It’s one thing to experience a situation in life and quite another to learn the valuable lessons that come with it.

The older I’ve become the more mindful I am that most situations have lessons to be learned, however only upon reflections do these lessons become obvious…

Perhaps it’s a sign of maturity that I now seek out these lessons as I go.

Honestly, for the majority of my early life I associated bad luck always with things outside my control, thus taking no ownership or accountability.

However, we all know with hindsight things aren’t always as they seem.

Often poor planning or poor management are at the heart of bad luck, not always but often.  Other times you may just be in the wrong place at the wrong time…

My most important personal lesson has been the realization that I am accountable for my life and in control of my thoughts, feelings, mindset and more importantly actions.

Each day I decide how I’m going to react to the world around me.

Now it’s one thing to think but quite another to do anything about it.

You may have the best of intentions, but if you don’t act on these intentions then it was nothing more than a passing thought.

As my dad would say “a man is as good as his word”.  And if you say you’re going to do something then you have to actually do it and follow through.

From my experience this isn’t necessarily a common thing.  People will often tell you what you want to hear, but sometimes have no real intention of following up on their promise.

At the center of this are your personal values and beliefs.  This was an important lesson that my dad always drilled into me and my brother.

It serves as the foundation of trust.  The question of whether I can trust this person is on display if they don’t follow through on their words.

Linking actions to your words is a fundamental lesson that I also passed down to Zach and Sam.

Although a simple lesson, trustworthiness and reliability are foundational and go to the heart of who you are as a human being.

There have been times where I wanted to trust, but inherently knew that something didn’t quite gel.

Learning to trust your intuition has been one of the most important lessons for me personally.

When I was younger, I would take things on their face value, however after being burned a couple of time I matured and began listening to my gut.

As soon as I sensed any form of incongruence, I began to question everything which is a healthy response.

This has been another lesson that I’ve planted with the kids.

During their teenage years whenever they asked me for advice the first thing I would say was “what does your gut tell you?”

I used this as a springboard for them to step back and evaluate the issue from all angles.   Often, I had an opinion, but always wanted them to think it through first and ask questions so that they could make the decision.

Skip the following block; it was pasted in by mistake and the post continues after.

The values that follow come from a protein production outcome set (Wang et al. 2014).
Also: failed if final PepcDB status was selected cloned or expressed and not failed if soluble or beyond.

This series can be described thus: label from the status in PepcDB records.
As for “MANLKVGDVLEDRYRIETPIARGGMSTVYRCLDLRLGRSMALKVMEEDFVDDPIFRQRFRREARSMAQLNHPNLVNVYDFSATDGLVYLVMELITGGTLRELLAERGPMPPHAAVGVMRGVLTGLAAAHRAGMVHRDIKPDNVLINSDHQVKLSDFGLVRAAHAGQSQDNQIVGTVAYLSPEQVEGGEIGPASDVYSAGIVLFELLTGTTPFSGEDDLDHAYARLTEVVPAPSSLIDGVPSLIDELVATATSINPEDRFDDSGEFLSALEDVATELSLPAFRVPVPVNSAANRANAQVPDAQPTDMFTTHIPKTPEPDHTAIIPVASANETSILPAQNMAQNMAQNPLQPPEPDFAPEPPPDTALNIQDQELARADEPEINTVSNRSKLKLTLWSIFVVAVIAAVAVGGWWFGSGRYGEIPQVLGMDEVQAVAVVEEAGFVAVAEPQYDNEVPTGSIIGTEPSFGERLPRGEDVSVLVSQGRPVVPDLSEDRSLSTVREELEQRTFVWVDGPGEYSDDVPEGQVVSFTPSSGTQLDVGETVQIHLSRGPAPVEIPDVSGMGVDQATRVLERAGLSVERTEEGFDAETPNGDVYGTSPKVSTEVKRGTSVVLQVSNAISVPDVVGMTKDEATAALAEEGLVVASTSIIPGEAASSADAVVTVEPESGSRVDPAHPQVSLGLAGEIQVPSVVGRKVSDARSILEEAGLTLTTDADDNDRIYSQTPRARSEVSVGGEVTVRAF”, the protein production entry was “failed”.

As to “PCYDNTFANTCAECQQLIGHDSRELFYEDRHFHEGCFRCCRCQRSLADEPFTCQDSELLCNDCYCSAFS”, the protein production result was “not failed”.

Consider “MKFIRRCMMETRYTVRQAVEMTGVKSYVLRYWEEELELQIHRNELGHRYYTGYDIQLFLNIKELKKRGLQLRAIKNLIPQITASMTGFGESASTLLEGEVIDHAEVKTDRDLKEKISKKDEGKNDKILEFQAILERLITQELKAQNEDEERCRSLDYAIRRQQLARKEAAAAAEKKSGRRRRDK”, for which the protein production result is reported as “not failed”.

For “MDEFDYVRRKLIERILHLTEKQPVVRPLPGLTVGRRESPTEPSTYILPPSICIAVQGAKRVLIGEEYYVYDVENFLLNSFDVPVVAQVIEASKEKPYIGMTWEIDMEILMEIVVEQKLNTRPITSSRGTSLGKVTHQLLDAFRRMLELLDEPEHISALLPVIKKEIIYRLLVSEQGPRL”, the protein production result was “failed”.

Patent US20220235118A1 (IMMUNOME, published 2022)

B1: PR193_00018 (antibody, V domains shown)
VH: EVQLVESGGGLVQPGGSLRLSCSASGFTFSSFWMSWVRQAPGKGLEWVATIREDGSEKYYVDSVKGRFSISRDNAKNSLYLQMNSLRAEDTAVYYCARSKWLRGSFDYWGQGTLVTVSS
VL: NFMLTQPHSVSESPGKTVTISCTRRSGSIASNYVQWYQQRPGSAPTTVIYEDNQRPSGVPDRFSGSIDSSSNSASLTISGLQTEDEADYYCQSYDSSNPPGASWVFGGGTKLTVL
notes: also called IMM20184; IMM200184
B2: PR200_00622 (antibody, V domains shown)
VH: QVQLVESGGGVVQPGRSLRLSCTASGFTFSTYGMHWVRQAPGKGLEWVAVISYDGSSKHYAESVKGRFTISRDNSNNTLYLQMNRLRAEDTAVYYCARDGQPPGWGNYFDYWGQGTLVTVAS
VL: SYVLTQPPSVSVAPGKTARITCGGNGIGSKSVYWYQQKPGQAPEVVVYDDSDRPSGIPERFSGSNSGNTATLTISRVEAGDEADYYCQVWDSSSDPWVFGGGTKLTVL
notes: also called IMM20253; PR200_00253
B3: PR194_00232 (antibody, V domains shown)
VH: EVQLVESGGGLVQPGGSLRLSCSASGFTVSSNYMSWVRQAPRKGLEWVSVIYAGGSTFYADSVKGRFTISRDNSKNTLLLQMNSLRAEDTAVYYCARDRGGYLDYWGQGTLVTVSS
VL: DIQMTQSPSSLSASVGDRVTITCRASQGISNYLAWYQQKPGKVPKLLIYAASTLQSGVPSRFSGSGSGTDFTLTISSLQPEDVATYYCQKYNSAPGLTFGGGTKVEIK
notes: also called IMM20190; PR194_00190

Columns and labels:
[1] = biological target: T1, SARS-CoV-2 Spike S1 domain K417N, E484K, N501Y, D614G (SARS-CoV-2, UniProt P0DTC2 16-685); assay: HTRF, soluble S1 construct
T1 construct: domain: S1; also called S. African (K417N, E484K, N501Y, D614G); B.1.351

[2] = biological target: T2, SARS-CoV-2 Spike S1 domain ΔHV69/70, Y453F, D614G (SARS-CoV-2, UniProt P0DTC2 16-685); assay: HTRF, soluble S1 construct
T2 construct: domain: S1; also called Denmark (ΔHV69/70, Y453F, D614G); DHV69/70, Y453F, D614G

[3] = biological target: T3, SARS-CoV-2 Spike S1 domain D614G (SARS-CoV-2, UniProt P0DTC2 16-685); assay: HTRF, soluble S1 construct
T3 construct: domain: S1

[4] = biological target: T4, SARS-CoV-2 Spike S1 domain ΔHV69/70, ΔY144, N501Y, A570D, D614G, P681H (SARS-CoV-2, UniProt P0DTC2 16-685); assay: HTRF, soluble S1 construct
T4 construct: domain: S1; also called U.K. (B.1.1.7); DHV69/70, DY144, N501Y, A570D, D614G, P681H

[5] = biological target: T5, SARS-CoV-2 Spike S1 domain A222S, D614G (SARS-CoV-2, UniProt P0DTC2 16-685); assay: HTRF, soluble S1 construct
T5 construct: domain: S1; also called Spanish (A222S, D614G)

This was an incredible method of helping them learn to be independent and think for themselves.  I would recommend this approach, even though in many situations you want to guide them and give the answer.

In the long run teaching them this valuable approach will set them up for their future lives.

Sometimes you have to let them make mistakes for them to really understand.  Letting my kids fail… was one or the most difficult things I had to do as a parent.

Even though in the long run this was always going to be the most useful approach it doesn’t take away from the feelings you have.

Another important lesson has been that you can’t worry about things you don’t control.  Prior to learning this valuable lesson, I’d often worry about the most inconsequential things in my life.

Literally turning myself in knots… and for naught.

Often these things that we worry about will run their course no matter what, and whether spend time thinking or worrying about theme means nothing in the grand scheme of things.

It comes down to same category as things you can’t control, but it also fit nicely with the fact that you can’t control what others think of you.

All you can do is to put your best foot forward each and every day and let the rest take care of itself.

Another lesson I’ve learned is that I have to be open and willing to change.

I’ve often found myself in a satisfying routine, only for it to change.  Sometimes with me as the catalyst and other times not, but in both scenarios, I had to adapt to a “new normal”.

Change can be painful!

We can resist as much as we like, but the inevitable will always triumph, and we find ourselves adapting.

Life is one constantly evolving landscape that we need to be able to flex and grow with every day.

What have been your biggest lessons in life?

Take a minute to reflect on these lessons and ultimately what they have taught you.

Until next week